Editor’s Note: This article was written for publication on Monday, August 9, 2010, prior to the Federal Open Market Committee (FOMC) meeting.
Last Friday, the price of gold closed in the US above the $1,200 level for the first time since mid July. It was also the eighth consecutive day that gold had closed higher in US markets than the day before.
What was especially significant about Friday’s increase is that it was the day that the Bureau of Labor Statistics released the monthly job and unemployment report. For more than the past 50+ months, the prices of gold and silver have been knocked down almost every time when the jobs report was issued. This occurrence has become so predictable that a number of professional traders and investors have timed their transactions in relationship to the jobs report release.
This week, the Federal Open Market Committee (FOMC) holds their periodic two day meeting. For the past several years, gold and silver prices have generally not been allowed to rise during such meetings. The US government wants to appear competent at performing its job, and a rising gold price would be a signal contradicting that impression.
The horrible jobs report last Friday is just the latest indicator that the US economy is in the dumps. Instead of letting the economy correct by shaking out malinvestments so that recovery comes faster, the politicians in Washington (and everywhere else, it seems) are determined to make matters even worse by preventing the malinvestments from being digested.
The politicians already know that pushing up the money supply has repeatedly failed to solve economic woes. Doing the same thing again will not bring a different result.
Yet, the federal government has pretty much boxed itself into a corner, where it has no options other than using the Federal Reserve to monetize increasing amounts of Treasury debt, effectively increasing the money supply.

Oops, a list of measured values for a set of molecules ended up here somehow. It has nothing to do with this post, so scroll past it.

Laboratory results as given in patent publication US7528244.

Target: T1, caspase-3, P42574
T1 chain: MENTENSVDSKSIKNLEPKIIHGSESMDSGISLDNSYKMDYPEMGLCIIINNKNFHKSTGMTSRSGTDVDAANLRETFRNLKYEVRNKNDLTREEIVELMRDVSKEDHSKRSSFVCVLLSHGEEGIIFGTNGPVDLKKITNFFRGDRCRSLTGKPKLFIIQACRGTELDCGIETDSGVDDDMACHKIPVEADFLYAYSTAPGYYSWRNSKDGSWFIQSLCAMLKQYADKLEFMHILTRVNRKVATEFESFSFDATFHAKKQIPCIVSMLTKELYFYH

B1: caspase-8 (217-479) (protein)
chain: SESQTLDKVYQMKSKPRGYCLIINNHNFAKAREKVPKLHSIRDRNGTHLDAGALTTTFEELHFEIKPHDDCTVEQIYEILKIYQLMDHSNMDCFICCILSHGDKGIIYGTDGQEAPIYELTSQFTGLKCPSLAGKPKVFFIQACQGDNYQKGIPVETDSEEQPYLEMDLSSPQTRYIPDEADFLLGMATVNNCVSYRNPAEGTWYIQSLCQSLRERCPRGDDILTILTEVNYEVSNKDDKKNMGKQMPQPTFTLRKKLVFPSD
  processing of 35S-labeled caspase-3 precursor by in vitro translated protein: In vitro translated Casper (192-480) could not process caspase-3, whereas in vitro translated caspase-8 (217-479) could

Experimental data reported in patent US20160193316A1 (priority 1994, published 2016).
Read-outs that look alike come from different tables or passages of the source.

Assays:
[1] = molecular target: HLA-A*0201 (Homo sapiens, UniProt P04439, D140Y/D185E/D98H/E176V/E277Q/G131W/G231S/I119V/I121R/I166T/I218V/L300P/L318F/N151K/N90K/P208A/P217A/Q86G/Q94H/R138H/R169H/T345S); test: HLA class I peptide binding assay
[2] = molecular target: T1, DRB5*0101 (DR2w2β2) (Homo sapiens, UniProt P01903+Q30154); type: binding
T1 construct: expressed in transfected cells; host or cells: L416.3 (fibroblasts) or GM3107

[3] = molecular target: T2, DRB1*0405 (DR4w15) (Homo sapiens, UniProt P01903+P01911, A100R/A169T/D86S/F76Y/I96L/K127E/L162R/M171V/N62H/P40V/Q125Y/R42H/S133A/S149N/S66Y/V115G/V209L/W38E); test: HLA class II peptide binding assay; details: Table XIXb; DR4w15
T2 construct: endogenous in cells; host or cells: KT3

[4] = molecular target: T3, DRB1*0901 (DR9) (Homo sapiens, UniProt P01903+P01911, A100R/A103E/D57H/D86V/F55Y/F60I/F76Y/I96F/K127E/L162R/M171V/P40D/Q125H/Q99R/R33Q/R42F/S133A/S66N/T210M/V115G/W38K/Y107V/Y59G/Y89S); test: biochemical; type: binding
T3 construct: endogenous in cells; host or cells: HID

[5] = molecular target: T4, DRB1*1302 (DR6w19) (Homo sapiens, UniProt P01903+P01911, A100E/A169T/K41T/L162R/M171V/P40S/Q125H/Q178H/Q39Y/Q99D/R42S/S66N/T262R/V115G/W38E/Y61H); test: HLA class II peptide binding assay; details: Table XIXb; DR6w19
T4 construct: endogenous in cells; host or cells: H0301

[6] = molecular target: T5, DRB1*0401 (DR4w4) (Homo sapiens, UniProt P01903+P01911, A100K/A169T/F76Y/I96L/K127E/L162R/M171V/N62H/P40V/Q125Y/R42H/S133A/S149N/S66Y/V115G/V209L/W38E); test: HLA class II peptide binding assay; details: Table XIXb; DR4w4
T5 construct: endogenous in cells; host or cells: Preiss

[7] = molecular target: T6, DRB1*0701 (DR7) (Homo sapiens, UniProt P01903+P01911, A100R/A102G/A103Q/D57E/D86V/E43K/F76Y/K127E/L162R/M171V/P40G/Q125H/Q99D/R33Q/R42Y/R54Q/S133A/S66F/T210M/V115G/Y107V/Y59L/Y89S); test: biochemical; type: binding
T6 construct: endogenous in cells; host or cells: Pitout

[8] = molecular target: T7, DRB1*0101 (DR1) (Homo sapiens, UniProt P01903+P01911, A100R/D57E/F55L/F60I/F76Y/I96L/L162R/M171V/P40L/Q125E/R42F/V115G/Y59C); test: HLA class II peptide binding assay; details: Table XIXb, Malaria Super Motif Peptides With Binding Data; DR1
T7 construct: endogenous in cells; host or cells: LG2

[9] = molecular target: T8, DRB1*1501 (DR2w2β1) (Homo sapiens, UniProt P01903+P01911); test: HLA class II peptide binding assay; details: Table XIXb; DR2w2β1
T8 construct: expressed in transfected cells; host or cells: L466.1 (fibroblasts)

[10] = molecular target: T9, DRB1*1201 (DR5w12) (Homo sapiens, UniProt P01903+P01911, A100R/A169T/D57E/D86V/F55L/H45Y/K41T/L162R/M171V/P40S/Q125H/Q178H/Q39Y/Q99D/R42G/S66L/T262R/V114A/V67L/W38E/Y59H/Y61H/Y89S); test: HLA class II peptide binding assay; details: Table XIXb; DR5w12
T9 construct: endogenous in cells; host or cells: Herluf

So, at this week’s FOMC meeting, expect to hear the phrase “quantitative easing,” which is the replacement term for “inflation,” to be used repeatedly. This may even be part of the official statement released at the conclusion of the meeting.
However, the public is catching on. Boosting the money supply will not be as effective in the short term as it used to be. If gold and silver prices stay strong through the end of the FOMC meeting, this could be the next major signal that prices are about to take off. If prices drop significantly, that simply means we may have to wait a few more weeks or months before gold and silver soar. In my judgment, the end result is not in doubt. It is not a matter of “if,” it is “when.” Whatever happens this week will provide a huge clue how soon higher gold and silver prices are going to occur.
Patrick A. Heller owns Liberty Coin Service in Lansing, Michigan and writes “Liberty’s Outlook,” a monthly newsletter covering rare coins and precious metals. Past issues can be found online at http://www.libertycoinservice.com/ Pat Heller is also the gold market commentator for Numismatic News. Past columns online at http://numismaster.com/ under “News & Articles”. His periodic radio interviews can be heard on WILS 1320 AM in Lansing, www.talkLansing.net, and on www.yourcontrarian.com